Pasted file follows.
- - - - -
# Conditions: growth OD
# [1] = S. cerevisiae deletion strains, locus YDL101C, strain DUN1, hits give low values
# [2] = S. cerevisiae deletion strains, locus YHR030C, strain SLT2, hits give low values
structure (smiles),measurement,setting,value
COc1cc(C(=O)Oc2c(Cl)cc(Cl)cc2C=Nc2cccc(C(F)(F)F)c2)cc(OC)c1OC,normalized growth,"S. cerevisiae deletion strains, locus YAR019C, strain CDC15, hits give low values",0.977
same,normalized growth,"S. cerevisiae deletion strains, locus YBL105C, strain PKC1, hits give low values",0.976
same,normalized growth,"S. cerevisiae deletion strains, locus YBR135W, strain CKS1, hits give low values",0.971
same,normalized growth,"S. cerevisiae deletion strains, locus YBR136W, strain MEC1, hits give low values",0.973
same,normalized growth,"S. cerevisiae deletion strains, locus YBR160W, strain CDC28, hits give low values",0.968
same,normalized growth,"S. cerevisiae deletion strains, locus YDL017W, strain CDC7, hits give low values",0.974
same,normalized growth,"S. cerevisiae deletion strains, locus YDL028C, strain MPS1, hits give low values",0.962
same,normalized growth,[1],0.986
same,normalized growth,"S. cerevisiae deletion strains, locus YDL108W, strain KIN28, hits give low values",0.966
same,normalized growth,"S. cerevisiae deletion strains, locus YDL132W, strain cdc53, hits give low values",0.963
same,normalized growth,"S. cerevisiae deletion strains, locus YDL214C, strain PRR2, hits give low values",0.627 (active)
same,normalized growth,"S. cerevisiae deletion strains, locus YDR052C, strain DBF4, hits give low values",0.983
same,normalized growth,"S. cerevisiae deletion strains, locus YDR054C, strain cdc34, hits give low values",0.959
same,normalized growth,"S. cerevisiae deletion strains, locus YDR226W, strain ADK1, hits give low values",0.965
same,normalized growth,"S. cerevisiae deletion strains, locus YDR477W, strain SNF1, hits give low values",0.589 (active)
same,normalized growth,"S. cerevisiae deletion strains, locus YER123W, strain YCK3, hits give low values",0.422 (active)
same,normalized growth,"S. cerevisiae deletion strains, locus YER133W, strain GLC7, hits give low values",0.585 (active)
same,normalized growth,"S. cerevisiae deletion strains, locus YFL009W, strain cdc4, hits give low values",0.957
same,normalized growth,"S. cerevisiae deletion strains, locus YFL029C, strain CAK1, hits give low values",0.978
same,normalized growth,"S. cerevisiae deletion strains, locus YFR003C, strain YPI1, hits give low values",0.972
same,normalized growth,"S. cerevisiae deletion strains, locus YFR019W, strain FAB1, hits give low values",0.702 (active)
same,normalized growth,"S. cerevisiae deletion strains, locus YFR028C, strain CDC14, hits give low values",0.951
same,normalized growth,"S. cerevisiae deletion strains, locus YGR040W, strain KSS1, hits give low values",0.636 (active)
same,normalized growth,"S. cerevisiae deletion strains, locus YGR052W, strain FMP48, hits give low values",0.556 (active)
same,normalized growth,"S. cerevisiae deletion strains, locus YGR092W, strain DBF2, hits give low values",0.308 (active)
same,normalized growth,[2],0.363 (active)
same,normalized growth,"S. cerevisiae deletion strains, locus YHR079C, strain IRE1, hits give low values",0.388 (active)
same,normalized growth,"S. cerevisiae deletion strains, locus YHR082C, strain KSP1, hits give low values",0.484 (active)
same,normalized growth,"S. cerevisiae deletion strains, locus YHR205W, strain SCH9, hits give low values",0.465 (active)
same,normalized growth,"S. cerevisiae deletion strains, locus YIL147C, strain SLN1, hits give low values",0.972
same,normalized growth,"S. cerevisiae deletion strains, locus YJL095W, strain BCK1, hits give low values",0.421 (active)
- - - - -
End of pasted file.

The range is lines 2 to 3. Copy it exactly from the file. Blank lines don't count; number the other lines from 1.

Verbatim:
# [1] = S. cerevisiae deletion strains, locus YDL101C, strain DUN1, hits give low values
# [2] = S. cerevisiae deletion strains, locus YHR030C, strain SLT2, hits give low values